Computer Science 428
Course Objectives, Assignments, and Grading Policies

Course Objectives
. To gain an understanding of the structure and organization of operating systems, the interface between application programs and operating system services from the programmer's point of view, and the ways that operating systems manage computing system resources.

Language and Compilers.  The programming language used is C (with a bit of Java for good measure).  We use the gcc/g++ compiler provided in Linux.

Class Web Pages
.  The syllabus, policies, lab exercises, homework, and sample code are posted as links from the class website.  When available, some lecture notes will be posted as well.  A number of on-line resources are used in this class, be sure to look through them on your own time.

Attendance.  Students are allowed three unexcused absence per semester.  Subsequent absences, if unexcused, may be reported to the Office of the Dean of Students, which will then issue a cut warning.  A student with too many such absences may be dropped from the course.

Reading AssignmentsRead the sections of the textbook as assigned.  While doing the reading, I  encourage you to look at some of the exercises and problem statements at the end of each section and chapter. Be sure to ask questions about what you don't readily understand.

Homework Assignments  Assignment grades are variable, from 20 to 50 points in general.  There will be five semi-weekly assignments, a major programming project, and occasional in-class exercises. Late assignments are docked 5 points per day late.  Note that no assignment more than 4 days late will be accepted for grading.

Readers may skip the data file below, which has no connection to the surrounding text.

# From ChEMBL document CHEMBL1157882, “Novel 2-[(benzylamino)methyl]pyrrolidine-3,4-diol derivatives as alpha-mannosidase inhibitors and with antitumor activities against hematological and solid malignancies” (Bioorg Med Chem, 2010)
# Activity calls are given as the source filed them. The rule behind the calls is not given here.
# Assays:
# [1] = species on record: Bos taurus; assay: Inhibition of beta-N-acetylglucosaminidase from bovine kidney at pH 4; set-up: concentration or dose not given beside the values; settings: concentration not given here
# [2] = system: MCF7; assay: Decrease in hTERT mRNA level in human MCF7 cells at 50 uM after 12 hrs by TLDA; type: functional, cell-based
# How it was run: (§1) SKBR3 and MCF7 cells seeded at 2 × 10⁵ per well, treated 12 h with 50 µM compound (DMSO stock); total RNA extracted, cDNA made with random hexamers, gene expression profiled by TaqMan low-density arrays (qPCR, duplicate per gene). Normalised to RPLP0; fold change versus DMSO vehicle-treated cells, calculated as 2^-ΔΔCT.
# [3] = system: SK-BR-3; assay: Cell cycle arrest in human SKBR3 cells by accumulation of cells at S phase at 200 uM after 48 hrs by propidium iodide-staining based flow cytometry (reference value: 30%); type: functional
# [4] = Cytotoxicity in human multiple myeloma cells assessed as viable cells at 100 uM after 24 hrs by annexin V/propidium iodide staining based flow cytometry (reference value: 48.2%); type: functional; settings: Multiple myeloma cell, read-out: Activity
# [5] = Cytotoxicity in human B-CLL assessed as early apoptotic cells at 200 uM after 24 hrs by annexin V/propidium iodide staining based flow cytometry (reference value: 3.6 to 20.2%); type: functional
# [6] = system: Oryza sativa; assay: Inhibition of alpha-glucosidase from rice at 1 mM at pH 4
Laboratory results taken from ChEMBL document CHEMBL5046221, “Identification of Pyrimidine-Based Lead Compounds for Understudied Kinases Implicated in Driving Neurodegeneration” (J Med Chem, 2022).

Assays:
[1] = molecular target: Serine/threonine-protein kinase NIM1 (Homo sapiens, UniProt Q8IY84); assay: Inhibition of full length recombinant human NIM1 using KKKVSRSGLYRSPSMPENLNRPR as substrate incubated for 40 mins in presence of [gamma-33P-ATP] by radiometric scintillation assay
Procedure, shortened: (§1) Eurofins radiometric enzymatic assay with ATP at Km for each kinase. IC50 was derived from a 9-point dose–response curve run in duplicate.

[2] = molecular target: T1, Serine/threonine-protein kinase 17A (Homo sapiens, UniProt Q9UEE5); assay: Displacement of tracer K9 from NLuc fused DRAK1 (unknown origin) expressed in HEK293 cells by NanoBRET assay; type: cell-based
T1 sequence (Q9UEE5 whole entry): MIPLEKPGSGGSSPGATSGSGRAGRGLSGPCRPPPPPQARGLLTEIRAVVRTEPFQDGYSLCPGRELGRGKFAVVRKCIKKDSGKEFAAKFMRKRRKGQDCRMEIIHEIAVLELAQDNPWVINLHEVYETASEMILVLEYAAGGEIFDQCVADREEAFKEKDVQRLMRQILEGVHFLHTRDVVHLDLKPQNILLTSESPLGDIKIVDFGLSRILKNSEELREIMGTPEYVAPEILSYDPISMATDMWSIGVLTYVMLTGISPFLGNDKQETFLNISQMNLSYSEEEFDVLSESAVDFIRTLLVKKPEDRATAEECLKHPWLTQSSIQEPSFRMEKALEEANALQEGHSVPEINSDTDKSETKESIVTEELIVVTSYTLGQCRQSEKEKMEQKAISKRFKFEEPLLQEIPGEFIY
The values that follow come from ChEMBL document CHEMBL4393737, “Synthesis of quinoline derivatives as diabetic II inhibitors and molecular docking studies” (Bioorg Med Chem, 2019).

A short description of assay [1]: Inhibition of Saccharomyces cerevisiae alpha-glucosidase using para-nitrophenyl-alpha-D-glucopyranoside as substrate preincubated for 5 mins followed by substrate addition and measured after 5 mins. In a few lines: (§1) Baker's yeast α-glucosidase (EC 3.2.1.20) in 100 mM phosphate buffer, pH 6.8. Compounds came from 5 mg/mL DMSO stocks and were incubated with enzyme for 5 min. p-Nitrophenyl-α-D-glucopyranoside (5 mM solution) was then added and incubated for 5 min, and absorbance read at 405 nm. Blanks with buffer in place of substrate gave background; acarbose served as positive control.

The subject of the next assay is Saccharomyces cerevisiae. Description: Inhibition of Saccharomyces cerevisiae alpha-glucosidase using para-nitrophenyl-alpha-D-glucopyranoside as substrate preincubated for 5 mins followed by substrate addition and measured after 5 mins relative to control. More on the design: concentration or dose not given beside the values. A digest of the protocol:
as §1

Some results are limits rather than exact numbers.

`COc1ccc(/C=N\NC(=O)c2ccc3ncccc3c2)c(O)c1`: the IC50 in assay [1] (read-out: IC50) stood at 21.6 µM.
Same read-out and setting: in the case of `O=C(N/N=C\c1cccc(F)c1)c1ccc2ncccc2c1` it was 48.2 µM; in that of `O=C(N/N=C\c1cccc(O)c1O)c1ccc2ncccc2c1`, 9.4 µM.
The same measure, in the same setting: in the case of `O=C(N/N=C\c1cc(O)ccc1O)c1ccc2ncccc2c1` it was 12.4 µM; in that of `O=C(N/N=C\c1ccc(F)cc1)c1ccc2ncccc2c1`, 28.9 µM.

Students may discuss ideas for solving an assignment among themselves as long as the language of discussion is English. However, each assignment must be your own work unless collaboration is specifically allowed in the assignment. Turning in any portion of work written by another is an Honor Code violation and grounds for disciplinary action as allowed by University policy.

Exams and Finals. A tentative exam schedule is given on the course schedule page.  Generally speaking the two in-term exams will be take home and the final in class according to the final exam schedule. The Final Exam is scheduled by the registrar during the last week of the semester; see the syllabus for your final exam time.

Grading.  Grades are assigned according to a method whereby the mean of the top class scores are used to determine the cutoff points for each letter grade;  in this way, final scores are based on the performance of the class as a whole.  The instructor reserves the right to move grades up or down in the distribution based on factors such as attendance, improved (or not) scores through the quarter, etc.

Stephen P. Carl